When coming up with Art 84, the BA make life easy for them as in opposition it cannot be brought forward. But this is not always correct.

  4. In my opinion, neither the decision T 1714/15 nor the cited passage of the Case Law of the BoA find any basis in the EPC and are thus not to be followed. If the patent applicant sufficiently disclosed the invention the priority/filing day, the public benefited from the disclosure. Hence, the patent applicant deserves patent protection as compensation.

  5. Dear Anonymous,

    Any opinion has to be respected, but it fear you might end up in the wall with your attitude, at least at the EPO.

    The patentable contribution to the art does not stop one day after filing, but the availability of the technical teaching should be insured over the whole lifespan of the patent.

    Otherwise, the contract theory at the basis of the whole patent system, monopoly in exchange of a technical teaching, does not make any sense.

    Such a fundamental idea is something which does not have to be specified in the EPC, and every IP specialist should know it.

    Would you consider that a snapshot is the same as a whole film?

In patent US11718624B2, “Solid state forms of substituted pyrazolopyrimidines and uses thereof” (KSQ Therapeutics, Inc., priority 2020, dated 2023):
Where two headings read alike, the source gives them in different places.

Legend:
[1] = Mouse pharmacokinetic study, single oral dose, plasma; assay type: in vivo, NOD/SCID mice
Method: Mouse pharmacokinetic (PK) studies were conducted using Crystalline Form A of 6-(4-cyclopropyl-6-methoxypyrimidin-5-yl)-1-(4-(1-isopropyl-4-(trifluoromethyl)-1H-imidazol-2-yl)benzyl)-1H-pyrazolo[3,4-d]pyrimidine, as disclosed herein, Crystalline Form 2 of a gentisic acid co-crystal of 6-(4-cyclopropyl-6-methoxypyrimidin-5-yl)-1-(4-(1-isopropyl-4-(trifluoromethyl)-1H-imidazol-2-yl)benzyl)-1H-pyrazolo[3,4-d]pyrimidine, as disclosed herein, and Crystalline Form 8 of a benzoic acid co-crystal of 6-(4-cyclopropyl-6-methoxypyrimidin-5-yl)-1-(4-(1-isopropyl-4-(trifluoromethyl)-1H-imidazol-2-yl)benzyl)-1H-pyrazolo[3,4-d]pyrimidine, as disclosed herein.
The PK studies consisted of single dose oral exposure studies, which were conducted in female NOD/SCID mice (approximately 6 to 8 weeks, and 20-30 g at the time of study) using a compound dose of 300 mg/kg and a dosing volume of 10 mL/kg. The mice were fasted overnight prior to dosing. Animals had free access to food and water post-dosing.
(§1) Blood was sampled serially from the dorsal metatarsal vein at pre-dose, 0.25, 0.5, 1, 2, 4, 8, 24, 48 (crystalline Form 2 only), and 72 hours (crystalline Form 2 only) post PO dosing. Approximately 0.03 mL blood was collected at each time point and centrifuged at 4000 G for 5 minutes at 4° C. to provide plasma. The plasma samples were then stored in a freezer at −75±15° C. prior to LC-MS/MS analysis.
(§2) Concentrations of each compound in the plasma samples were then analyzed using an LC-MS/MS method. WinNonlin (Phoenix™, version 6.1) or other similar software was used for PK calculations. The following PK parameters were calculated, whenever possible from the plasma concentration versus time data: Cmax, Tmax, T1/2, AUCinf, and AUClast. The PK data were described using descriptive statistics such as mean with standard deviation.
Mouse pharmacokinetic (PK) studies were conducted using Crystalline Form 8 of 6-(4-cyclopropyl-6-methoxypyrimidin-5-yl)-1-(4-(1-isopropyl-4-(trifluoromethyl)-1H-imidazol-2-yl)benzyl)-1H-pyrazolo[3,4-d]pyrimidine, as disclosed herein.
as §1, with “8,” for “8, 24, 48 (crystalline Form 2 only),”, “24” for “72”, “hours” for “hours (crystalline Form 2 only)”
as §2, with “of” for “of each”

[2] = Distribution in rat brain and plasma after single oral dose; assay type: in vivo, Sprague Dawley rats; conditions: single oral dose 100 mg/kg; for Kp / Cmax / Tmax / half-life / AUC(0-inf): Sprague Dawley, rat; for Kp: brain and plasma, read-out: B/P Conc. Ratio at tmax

6. You think it is right that the applicant disclosed the invention at the filing/priority date to the public in exchange for patent protection and later the EPO says: "Sorry not bound to the contract monopoly in exchange of a technical teaching anymore?"
    What the public does with the disclosure at filing/priority date (or, admittedly, publication date) is not something the applicant/patentee can influence.

  7. Attentive, the problem is that enablement is required at the filing date, not some time after publication. If is to be assumed that the trade marked product is commercially available at the filing date, there is no enablement issue present. A clarity objection is the correct one.
    See more: amazon